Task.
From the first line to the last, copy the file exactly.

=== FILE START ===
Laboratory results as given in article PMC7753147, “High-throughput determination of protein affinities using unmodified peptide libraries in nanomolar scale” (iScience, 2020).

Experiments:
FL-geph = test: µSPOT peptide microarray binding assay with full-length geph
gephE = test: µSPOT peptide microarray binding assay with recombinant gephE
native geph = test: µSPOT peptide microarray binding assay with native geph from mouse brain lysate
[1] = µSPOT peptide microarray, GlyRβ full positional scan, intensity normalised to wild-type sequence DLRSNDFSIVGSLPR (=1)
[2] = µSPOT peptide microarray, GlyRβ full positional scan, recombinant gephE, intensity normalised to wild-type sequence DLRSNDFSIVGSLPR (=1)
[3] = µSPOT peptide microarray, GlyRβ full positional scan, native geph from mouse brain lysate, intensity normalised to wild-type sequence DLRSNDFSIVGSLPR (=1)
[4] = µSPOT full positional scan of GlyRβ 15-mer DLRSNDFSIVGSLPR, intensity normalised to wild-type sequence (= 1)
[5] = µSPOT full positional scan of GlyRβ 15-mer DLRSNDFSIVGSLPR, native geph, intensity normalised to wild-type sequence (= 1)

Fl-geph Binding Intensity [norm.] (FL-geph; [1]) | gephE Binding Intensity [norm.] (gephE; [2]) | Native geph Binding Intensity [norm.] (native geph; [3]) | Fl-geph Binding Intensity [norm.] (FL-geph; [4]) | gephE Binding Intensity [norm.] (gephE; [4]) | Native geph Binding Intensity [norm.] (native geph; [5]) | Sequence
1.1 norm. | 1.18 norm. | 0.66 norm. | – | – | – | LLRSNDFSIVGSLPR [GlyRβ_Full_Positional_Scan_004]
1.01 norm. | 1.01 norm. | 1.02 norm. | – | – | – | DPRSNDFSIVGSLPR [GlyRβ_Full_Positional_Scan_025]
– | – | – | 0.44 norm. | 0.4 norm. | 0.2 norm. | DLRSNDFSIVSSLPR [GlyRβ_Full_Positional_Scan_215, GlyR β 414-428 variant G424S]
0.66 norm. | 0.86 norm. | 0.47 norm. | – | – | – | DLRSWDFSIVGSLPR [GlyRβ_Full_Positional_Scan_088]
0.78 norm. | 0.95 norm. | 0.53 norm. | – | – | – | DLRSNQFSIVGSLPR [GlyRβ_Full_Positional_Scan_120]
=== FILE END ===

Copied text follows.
Laboratory results as given in article PMC7753147, “High-throughput determination of protein affinities using unmodified peptide libraries in nanomolar scale” (iScience, 2020).

Experiments:
FL-geph = test: µSPOT peptide microarray binding assay with full-length geph
gephE = test: µSPOT peptide microarray binding assay with recombinant gephE
native geph = test: µSPOT peptide microarray binding assay with native geph from mouse brain lysate
[1] = µSPOT peptide microarray, GlyRβ full positional scan, intensity normalised to wild-type sequence DLRSNDFSIVGSLPR (=1)
[2] = µSPOT peptide microarray, GlyRβ full positional scan, recombinant gephE, intensity normalised to wild-type sequence DLRSNDFSIVGSLPR (=1)
[3] = µSPOT peptide microarray, GlyRβ full positional scan, native geph from mouse brain lysate, intensity normalised to wild-type sequence DLRSNDFSIVGSLPR (=1)
[4] = µSPOT full positional scan of GlyRβ 15-mer DLRSNDFSIVGSLPR, intensity normalised to wild-type sequence (= 1)
[5] = µSPOT full positional scan of GlyRβ 15-mer DLRSNDFSIVGSLPR, native geph, intensity normalised to wild-type sequence (= 1)

Fl-geph Binding Intensity [norm.] (FL-geph; [1]) | gephE Binding Intensity [norm.] (gephE; [2]) | Native geph Binding Intensity [norm.] (native geph; [3]) | Fl-geph Binding Intensity [norm.] (FL-geph; [4]) | gephE Binding Intensity [norm.] (gephE; [4]) | Native geph Binding Intensity [norm.] (native geph; [5]) | Sequence
1.1 norm. | 1.18 norm. | 0.66 norm. | – | – | – | LLRSNDFSIVGSLPR [GlyRβ_Full_Positional_Scan_004]
1.01 norm. | 1.01 norm. | 1.02 norm. | – | – | – | DPRSNDFSIVGSLPR [GlyRβ_Full_Positional_Scan_025]
– | – | – | 0.44 norm. | 0.4 norm. | 0.2 norm. | DLRSNDFSIVSSLPR [GlyRβ_Full_Positional_Scan_215, GlyR β 414-428 variant G424S]
0.66 norm. | 0.86 norm. | 0.47 norm. | – | – | – | DLRSWDFSIVGSLPR [GlyRβ_Full_Positional_Scan_088]
0.78 norm. | 0.95 norm. | 0.53 norm. | – | – | – | DLRSNQFSIVGSLPR [GlyRβ_Full_Positional_Scan_120]